The purpose of this systematic review was to assess the effectiveness and safety of conservative interventions compared with other interventions, placebo/sham interventions, or no intervention on disability, pain, function, quality of life, and psychological impact in adults with cervical radiculopathy (CR), a painful condition caused by the compression or irritation of the nerves that supply the shoulders, arms and hands.
A multidisciplinary team autors searched MEDLINE, CENTRAL, CINAHL, Embase, and PsycINFO from inception to June 15, 2022 to identify studies that were:
- randomized trials,
- had at least one conservative treatment arm,
- diagnosed participants with CR through confirmatory clinical examination and/or diagnostic tests.
Studies were appraised using the Cochrane Risk of Bias 2 tool and the quality of the evidence was rated using the Grades of Recommendations, Assessment, Development, and Evaluation approach.
Of the 2561 records identified, 59 trials met the inclusion criteria (n = 4108 participants). Due to clinical and statistical heterogeneity, the findings were synthesized narratively.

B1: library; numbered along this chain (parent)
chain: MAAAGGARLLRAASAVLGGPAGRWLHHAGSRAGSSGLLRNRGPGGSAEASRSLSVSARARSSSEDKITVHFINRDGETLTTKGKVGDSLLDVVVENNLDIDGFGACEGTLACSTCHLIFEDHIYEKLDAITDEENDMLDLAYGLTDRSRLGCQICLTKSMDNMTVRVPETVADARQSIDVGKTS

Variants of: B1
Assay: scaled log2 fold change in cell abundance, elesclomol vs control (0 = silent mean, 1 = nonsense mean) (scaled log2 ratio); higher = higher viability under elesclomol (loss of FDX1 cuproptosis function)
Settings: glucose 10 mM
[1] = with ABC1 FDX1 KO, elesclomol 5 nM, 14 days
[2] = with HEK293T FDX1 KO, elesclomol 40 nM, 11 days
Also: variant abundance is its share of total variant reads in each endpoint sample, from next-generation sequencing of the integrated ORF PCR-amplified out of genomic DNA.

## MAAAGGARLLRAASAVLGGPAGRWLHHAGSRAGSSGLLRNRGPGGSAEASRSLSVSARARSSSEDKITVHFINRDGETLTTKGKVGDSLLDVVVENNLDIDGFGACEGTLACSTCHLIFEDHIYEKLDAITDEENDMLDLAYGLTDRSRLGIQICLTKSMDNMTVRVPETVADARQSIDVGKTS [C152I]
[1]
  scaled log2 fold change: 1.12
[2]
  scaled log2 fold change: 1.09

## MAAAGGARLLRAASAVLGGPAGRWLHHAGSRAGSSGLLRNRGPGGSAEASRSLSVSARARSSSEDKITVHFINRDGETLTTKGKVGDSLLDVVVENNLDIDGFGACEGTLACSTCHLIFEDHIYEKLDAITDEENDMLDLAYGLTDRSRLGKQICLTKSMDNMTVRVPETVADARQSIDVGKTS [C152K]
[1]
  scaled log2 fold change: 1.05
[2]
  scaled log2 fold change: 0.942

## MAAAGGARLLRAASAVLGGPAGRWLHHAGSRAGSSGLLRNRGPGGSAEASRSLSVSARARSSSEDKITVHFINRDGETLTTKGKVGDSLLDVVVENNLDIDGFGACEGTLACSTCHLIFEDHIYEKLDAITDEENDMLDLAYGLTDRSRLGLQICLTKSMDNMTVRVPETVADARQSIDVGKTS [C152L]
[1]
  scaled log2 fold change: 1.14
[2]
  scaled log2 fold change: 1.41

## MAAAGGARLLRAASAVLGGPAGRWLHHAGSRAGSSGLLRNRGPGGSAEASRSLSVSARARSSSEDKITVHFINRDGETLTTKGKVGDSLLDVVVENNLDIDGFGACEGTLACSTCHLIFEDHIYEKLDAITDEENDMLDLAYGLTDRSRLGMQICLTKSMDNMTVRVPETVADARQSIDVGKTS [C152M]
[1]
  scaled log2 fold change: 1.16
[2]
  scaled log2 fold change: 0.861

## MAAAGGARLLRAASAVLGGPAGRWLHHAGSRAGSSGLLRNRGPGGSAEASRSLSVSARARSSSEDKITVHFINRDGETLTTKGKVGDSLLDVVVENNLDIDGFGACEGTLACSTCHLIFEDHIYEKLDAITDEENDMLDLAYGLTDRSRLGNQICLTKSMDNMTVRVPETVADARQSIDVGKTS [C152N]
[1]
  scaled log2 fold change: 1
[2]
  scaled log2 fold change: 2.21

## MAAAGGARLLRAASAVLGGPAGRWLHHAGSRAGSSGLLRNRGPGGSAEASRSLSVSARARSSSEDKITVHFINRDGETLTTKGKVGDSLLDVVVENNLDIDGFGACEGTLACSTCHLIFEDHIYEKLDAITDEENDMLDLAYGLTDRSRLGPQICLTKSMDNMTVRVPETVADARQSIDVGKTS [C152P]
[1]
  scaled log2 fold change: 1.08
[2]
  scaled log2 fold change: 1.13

There is very-low certainty evidence supporting the use of:
- cervical manipulation,
- low-level laser therapy
for pain and disability in the immediate to short-term, and
- thoracic manipulation,
- low-level laser therapy
for improvements in cervical range of motion in the immediate term.
There is low to very-low certainty evidence for multimodal interventions, providing inconclusive evidence for pain, disability, and range of motion.
There is inconclusive evidence for pain reduction after conservative management compared with surgery, rated as very-low certainty.
The authors concluded that there is a lack of high-quality evidence, limiting our ability to make any meaningful conclusions. As the number of people with CR is expected to increase, there is an urgent need for future research to help address these gaps.
Yet, to patients suffering from CR, this is hardly constructive advice. What should they do vis a vis such disappointing evidence?
They might speak to a orthopedic surgeon; but often there is no indication for an operation. What then?
Patients are bound to try some of the conservative options – but which one?
- Cervical manipulation,?
- Low-level laser therapy?
My advice is this: be patient – the vast majority of cases resolves spontaneously regardless of therapy – and, if you are desperate, try any of them except cervical manipulation which is burdened with the risk of serious complications and often makes things worse.